Mike Gimbel is known for many things in Baltimore County and Maryland. He was Drug Czar for Baltimore County for 24 years, and has been the host of Straight Talk, an educational program about addiction and recovery, for 35 years.
But life wasn’t always so rosey. Gimbel struggled with Alcohol Use Disorder and addiction for most of his early life and teenage years. He finally got clean 48 years ago on October 1.
“It’s unbelievable, because no one thought I’d be 48 years old,” he said.
Gimbel started drinking alcohol in eighth grade, in the mid-sixties. His family had recently moved to the suburbs, and drugs were just making their way there. Gimbel, who was an athlete with a slight frame, didn’t find his place on the high school sports teams. He jokes that when his friends went varsity playing sports, he went varsity doing drugs.
“When I started getting drunk all the time, it made me feel accepted,” he said. “I started to get involved with marijuana, pills, and anything else I could get my hands on.”
During the summer between his junior and senior year at Milford Mill High School, Gimbel became hooked on heroin. He often missed classes in his final year, because around 10 am each day he began to feel withdrawal symptoms. He’d cut school, find a way to get money, and run down to the city to get his fix.
Although he graduated, after high school Gimbel’s drug use accelerated. He got arrested several times, and drained his parents of money to cover his lawyer fees. He found himself in fear for his own life after he ripped off a local drug organization for $5,000. That’s when his father intervened.
Gimbel’s father was a drummer who knew several musicians that had struggled with and recovered from alcohol and drug use disorders. They went through a program called Synanon in Santa Monica, California. Before Gimbel knew it, he was on a flight to Los Angeles.
Upon arriving at the facility–after nearly getting arrested for being intoxicated outside of the airport–Gimbel said that “something clicked;” he finally embraced a life in recovery. That day was October 1, 1972.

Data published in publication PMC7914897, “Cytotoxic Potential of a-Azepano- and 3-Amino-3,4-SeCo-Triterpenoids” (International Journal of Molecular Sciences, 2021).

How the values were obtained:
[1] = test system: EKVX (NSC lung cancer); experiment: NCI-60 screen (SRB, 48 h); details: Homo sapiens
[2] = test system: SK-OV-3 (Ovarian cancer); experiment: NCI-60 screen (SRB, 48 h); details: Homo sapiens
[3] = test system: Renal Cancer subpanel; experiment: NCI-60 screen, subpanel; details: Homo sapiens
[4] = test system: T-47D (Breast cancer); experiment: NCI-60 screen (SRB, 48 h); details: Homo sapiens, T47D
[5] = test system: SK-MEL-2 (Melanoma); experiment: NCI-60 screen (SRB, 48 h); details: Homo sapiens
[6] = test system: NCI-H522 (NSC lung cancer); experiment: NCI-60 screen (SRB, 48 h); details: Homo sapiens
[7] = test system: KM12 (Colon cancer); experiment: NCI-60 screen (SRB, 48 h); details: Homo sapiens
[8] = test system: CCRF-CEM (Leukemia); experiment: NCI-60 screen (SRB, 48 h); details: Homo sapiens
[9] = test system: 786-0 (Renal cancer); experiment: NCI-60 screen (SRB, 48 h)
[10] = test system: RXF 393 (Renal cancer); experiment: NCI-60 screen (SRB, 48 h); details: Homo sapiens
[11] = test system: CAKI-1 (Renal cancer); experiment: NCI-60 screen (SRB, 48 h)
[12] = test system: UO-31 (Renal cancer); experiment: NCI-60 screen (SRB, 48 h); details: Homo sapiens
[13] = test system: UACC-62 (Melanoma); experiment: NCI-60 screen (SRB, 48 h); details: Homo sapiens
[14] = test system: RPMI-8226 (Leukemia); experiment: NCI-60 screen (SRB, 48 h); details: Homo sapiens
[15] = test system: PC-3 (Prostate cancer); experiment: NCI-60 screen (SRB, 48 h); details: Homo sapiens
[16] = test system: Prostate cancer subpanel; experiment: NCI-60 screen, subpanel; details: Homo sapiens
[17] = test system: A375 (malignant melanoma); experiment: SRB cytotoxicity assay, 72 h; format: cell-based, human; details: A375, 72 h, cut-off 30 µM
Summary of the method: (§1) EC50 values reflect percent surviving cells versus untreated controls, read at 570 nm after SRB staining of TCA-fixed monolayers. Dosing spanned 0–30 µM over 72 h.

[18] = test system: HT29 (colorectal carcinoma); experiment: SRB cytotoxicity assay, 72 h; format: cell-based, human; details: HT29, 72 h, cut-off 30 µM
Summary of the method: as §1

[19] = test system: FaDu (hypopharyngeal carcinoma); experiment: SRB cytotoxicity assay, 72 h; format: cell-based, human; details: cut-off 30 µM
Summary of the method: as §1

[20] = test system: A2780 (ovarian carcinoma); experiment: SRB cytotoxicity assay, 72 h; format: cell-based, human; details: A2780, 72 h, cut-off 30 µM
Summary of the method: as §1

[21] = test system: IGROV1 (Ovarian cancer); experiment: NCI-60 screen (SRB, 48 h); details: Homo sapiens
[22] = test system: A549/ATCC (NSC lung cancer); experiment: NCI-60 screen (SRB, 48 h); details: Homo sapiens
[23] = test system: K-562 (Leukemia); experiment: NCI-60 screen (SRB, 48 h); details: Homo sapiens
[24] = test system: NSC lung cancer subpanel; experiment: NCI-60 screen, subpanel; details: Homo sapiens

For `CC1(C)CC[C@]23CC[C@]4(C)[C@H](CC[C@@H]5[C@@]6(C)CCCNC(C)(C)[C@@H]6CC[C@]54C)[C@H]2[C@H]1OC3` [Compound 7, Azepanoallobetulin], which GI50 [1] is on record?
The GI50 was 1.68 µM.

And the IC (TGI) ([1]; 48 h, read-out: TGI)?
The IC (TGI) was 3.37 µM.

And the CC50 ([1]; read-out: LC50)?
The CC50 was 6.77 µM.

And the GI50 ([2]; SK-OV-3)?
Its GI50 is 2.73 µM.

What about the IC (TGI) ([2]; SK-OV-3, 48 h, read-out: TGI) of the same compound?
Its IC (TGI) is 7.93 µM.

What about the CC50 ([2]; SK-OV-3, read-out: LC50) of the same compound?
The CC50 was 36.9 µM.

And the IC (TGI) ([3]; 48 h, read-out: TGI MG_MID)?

After getting some recovery under his belt, Synanon offered Gimbel a job at the treatment center. He worked there for almost 6 years. When Gimbel left Synanon, “after they turned into a religious and violent cult,” he said, he returned to Baltimore where he helped create a treatment center in Randallstown where he worked as a counselor.
Unlike many people in 12-step recovery, who greatly cherish their anonymity, Gimbel became recognized for his work in the community by sharing his story with local media outlets.
In 1980, then-Baltimore County Executive Donald Hutchinson appointed Mike Gimbel as the first, and only, Drug Czar for the county. He was responsible for implementing treatment services, as well as drug prevention and education programming.
“During my interview, Hutchinson told me, ‘If you help one person, you’ve earned your salary,’” said Gimbel. “I had that position for 24 years. It started out with a $50,000 grant. When I left, we had a $13 million budget. Drug programs across the country and the world have used my programs as a guide for building their own.”
In the mid-1980s, Gimbel teamed with local news station Fox 45 and began the educational addiction and recovery program Straight Talk; it is still on the air in many television markets now, more than three decades later.
In Gimbel’s personal life, he developed a new addiction: running. He has run in 18 marathons, including the Boston Marathon eight times. While working as Baltimore County Drug Czar, he combined his passions for recovery and athleticism by creating consulting programs for sports teams.
“I’ve always believed in playing safe, fair, and sober,” he said. “That program was adopted by the NCAA, which oversees all of college sports.”
Throughout his career, Gimbel has made such an impact by candidly discussing his own story of drug use and recovery. He has seen the stigma regarding drug addiction diminish over the years, which he views as a positive step.
“Before drug treatment really became a business, the biggest thing we had was Alcoholics Anonymous and the alcohol 28-day model,” he said. ”But what makes AA work is anonymity, so not many people knew who was in recovery. More and more people started telling their stories and they were praised, not ostracized. I didn’t care. I needed people to know I was a recovering addict, because that was my degree, that was my diploma.”
Six years ago, Gimbel was cured of Hepatitis C, an infection he developed through using needles during his drug use. He credits his life–and recovery from Hepatitis C–to his recovery from drinking and using.
“Staying clean has not only saved my life, but if I were to have continued EVEN A LITTLE bit, my hepatitis C would have killed me years ago,” he said. “Being clean kept me alive until I was cured of hep c when I was in my sixties. Somebody’s looking out for me.”
In 2018, Gimbel teamed with TruHealing Centers, a network of treatment facilities whose mission is to bring premier substance use treatment and education to everyone who needs it, regardless of economic status. Gimbel first met with the Amatus Health partners in 2017; he saw in them the same mission he had for himself as Drug Czar of Baltimore County.
“I have a lot of the staff come on Straight Talk to tell their stories. I’ve been so impressed with their ability to tell their stories and why they are part of this business,” Gimbel said. “Even though it’s in the private sector, I feel like I’m doing public service. They believe in it.”
After a long career, where Gimbel has helped educate and bring countless individuals into a life of recovery, he remains humble and ready to do the next right thing.
“I made a deal with god years ago,” he said. “I said, ‘you keep me alive and I’ll keep doing the work.’”